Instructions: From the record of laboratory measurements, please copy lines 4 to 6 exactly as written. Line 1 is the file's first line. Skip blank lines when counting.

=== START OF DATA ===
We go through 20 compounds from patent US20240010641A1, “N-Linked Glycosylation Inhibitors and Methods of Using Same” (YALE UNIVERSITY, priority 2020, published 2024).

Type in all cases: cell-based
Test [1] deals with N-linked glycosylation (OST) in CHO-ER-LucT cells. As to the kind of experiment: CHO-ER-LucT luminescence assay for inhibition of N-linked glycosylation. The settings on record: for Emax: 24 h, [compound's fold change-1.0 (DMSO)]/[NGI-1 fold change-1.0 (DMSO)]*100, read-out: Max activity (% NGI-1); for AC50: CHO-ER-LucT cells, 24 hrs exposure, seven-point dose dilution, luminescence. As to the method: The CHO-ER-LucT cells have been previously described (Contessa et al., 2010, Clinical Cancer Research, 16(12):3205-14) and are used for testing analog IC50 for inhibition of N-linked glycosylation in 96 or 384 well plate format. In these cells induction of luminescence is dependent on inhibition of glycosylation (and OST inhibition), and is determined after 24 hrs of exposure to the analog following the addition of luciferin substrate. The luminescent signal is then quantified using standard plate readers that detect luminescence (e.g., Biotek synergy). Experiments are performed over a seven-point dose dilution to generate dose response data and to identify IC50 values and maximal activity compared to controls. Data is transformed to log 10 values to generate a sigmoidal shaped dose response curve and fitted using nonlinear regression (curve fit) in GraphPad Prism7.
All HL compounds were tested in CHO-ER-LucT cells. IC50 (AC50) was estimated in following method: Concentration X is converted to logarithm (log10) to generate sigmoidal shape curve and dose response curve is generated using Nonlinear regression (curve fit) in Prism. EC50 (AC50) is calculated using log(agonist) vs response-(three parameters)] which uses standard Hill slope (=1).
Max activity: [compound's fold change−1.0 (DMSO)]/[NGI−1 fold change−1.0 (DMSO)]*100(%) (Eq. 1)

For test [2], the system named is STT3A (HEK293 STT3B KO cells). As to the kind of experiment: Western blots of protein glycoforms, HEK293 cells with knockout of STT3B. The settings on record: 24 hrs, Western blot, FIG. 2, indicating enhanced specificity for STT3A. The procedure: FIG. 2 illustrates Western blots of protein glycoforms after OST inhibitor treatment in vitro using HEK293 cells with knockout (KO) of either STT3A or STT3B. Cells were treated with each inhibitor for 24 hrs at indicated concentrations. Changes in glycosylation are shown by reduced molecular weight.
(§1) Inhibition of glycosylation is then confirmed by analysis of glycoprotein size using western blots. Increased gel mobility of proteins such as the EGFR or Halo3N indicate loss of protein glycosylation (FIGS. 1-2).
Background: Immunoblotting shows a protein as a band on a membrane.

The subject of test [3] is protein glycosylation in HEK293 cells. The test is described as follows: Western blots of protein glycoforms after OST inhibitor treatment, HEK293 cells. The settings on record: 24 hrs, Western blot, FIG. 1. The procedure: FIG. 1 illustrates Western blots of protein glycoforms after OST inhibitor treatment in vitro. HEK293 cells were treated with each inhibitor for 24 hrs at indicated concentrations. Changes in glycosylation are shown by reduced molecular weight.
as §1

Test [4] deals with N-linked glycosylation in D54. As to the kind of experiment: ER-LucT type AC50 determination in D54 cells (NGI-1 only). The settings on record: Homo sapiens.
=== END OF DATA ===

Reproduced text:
All HL compounds were tested in CHO-ER-LucT cells. IC50 (AC50) was estimated in following method: Concentration X is converted to logarithm (log10) to generate sigmoidal shape curve and dose response curve is generated using Nonlinear regression (curve fit) in Prism. EC50 (AC50) is calculated using log(agonist) vs response-(three parameters)] which uses standard Hill slope (=1).
Max activity: [compound's fold change−1.0 (DMSO)]/[NGI−1 fold change−1.0 (DMSO)]*100(%) (Eq. 1)

For test [2], the system named is STT3A (HEK293 STT3B KO cells). As to the kind of experiment: Western blots of protein glycoforms, HEK293 cells with knockout of STT3B. The settings on record: 24 hrs, Western blot, FIG. 2, indicating enhanced specificity for STT3A. The procedure: FIG. 2 illustrates Western blots of protein glycoforms after OST inhibitor treatment in vitro using HEK293 cells with knockout (KO) of either STT3A or STT3B. Cells were treated with each inhibitor for 24 hrs at indicated concentrations. Changes in glycosylation are shown by reduced molecular weight.